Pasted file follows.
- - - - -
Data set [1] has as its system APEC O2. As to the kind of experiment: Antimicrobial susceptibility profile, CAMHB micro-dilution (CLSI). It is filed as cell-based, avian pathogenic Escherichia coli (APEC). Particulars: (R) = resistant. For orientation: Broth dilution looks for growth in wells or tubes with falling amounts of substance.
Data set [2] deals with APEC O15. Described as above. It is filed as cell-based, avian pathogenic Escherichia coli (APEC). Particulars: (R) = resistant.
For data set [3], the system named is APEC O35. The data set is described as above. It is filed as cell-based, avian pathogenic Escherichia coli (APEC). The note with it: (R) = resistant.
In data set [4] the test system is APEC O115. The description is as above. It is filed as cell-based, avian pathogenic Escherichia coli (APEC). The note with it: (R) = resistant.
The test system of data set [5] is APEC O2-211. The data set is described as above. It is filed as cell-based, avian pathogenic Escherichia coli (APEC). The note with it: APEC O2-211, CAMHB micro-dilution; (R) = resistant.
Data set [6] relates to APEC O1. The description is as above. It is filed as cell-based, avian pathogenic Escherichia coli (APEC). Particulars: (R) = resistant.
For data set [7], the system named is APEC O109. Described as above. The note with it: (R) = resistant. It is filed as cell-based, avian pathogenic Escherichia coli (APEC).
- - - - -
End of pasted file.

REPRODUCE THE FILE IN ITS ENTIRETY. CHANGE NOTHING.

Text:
Data set [1] has as its system APEC O2. As to the kind of experiment: Antimicrobial susceptibility profile, CAMHB micro-dilution (CLSI). It is filed as cell-based, avian pathogenic Escherichia coli (APEC). Particulars: (R) = resistant. For orientation: Broth dilution looks for growth in wells or tubes with falling amounts of substance.
Data set [2] deals with APEC O15. Described as above. It is filed as cell-based, avian pathogenic Escherichia coli (APEC). Particulars: (R) = resistant.
For data set [3], the system named is APEC O35. The data set is described as above. It is filed as cell-based, avian pathogenic Escherichia coli (APEC). The note with it: (R) = resistant.
In data set [4] the test system is APEC O115. The description is as above. It is filed as cell-based, avian pathogenic Escherichia coli (APEC). The note with it: (R) = resistant.
The test system of data set [5] is APEC O2-211. The data set is described as above. It is filed as cell-based, avian pathogenic Escherichia coli (APEC). The note with it: APEC O2-211, CAMHB micro-dilution; (R) = resistant.
Data set [6] relates to APEC O1. The description is as above. It is filed as cell-based, avian pathogenic Escherichia coli (APEC). Particulars: (R) = resistant.
For data set [7], the system named is APEC O109. Described as above. The note with it: (R) = resistant. It is filed as cell-based, avian pathogenic Escherichia coli (APEC).